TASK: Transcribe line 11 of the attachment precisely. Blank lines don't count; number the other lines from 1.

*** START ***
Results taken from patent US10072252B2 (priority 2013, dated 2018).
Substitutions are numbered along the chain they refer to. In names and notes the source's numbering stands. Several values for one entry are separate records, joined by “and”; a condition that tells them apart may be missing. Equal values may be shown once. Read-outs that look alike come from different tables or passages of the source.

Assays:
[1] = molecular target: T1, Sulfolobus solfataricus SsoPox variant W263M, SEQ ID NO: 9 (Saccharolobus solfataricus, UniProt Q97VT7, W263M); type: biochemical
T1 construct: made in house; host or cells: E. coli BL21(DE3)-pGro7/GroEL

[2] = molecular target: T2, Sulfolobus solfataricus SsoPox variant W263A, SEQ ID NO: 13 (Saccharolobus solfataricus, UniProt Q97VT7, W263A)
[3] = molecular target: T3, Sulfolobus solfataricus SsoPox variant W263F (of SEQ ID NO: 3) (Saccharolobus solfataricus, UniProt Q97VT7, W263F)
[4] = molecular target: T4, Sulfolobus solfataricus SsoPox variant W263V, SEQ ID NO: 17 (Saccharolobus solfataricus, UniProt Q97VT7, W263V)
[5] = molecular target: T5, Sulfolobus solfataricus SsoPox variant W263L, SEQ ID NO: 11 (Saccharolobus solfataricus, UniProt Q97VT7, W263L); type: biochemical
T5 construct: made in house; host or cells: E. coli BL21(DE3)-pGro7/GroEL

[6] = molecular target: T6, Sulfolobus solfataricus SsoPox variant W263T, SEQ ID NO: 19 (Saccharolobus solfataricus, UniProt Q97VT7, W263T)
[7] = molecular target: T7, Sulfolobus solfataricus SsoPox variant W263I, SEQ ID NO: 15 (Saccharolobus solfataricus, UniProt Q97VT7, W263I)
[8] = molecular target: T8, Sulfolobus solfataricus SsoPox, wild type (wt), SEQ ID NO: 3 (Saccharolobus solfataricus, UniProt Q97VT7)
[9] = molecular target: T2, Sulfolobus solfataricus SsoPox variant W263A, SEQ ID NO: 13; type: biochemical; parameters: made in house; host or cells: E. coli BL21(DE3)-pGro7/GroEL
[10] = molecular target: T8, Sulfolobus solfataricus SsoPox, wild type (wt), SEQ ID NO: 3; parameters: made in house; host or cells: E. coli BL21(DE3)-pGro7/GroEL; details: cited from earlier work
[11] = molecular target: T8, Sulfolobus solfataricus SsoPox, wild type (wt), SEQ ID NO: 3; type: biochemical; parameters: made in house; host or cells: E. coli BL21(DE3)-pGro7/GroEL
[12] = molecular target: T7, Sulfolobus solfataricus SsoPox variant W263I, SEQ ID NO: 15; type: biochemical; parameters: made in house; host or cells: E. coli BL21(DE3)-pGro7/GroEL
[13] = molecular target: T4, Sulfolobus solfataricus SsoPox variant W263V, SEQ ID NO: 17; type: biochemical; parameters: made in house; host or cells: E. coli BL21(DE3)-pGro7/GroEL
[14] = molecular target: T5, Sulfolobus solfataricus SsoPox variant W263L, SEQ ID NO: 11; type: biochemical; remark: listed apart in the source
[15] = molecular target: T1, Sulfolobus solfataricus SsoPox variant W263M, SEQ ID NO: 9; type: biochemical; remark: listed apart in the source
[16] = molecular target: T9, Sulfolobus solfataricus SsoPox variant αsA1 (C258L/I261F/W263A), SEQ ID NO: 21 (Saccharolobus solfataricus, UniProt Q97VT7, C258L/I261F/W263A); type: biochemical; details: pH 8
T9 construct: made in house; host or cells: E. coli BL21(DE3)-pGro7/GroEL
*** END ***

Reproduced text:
[6] = molecular target: T6, Sulfolobus solfataricus SsoPox variant W263T, SEQ ID NO: 19 (Saccharolobus solfataricus, UniProt Q97VT7, W263T)